Other channels pushing the bioweapon hoax are Geopolitics & Empire, which published a video titled “Francis Boyle: Wuhan Coronavirus Is an Offensive Biological Warfare Weapon" (150,000 views), and verified user Upper Echelon Gamers, which published “The CoronaVirus Conspiracy (Theory)” (198,000 views). Another hoax suggesting Microsoft cofounder Bill Gates was connected to the outbreak had been viewed around 150,000 times on YouTube and thousands of times on Facebook, largely in QAnon-affiliated Facebook Groups.
Videos using unconfirmed or debunked footage are also prevalent. A WeChat video clip of a Chinese nurse claiming 100,000 people had been infected was translated to English and is now going viral in multiple YouTube videos. According to WeChat users who spoke to BuzzFeed News last month, the clip has been so widely shared in China that the Chinese government sent out a message saying it was false.
The most popular video featuring the nurse, according to BuzzSumo, is “CORONAVIRUS Update by Chinese Nurse in Wuhan, China.” Posted to a channel called Ronald Daquipil, it has been viewed 850,000 times on YouTube. On Facebook, Daquipil’s video has been shared over 6,000 times. A Russian translation of the video, uploaded by a different channel, has been viewed around 800,000 times.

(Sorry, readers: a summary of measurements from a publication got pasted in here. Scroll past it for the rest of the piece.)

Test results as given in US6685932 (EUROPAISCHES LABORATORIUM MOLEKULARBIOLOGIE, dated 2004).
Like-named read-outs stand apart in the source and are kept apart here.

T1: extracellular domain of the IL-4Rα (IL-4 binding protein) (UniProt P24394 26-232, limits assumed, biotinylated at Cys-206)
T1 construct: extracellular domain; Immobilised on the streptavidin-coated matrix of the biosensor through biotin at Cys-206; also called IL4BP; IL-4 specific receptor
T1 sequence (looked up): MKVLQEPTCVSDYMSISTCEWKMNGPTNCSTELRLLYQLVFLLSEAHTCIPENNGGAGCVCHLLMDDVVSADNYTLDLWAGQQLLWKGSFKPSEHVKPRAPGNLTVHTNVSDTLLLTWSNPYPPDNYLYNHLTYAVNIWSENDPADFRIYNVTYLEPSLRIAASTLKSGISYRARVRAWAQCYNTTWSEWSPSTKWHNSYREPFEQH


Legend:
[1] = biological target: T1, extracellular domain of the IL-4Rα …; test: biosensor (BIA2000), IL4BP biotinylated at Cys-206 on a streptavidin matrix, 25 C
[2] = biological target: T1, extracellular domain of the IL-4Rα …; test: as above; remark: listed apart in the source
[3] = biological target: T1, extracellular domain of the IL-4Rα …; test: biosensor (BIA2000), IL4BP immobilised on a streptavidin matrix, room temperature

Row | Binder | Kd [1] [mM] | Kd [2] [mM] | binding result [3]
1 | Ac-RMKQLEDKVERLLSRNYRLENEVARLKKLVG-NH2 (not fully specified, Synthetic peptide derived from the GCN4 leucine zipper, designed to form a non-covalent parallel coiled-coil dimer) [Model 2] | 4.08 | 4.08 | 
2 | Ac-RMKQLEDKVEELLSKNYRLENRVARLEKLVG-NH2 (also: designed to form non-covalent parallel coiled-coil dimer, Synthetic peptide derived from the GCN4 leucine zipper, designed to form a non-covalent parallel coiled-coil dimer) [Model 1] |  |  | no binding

Another hoax circulating on YouTube suggested the coronavirus outbreak was caused by “bat soup.” It’s typically found in a montage of three video clips featuring a well-known Chinese influencer, eating bat meat at a hotel in Palau, a viral clip from Douyin (the Chinese version of TikTok), and a close-up of a bat in a bowl of broth. The most popular of these videos has been viewed 1.8 million times on YouTube.
Surpassing the bat soup hoax videos in popularity are the “collapsing" videos, in which alleged victims seem to collapse in public. There are hundreds of these, with the most popular one being viewed 1.1 million times. “What's Really Happening in Wuhan China | Coronavirus Outbreak | Symptoms and Tips" was posted by a channel called Astig Magaling, which seems largely to focus on the Philippines men's national basketball team.
The channel’s coronavirus clip is its most-watched video and has received a significant boost in Facebook groups, where it has been shared more than 5,000 times and promoted by a Chemtrails group and a group for people who believe the widely disproven claim that 5G cellular networks cause harmful radiation. As of Tuesday, the video, and one similar to it, had been viewed a combined 1.2 million times.
One user wrote in the Facebook Group Chemtrails Global Skywatch: “What are news isn't showing us. As I was watching this I was thinking bio weapon!”
“5G installed weeks ago...before this outbreak...” a second user commented. “Maybe have something to do with it.”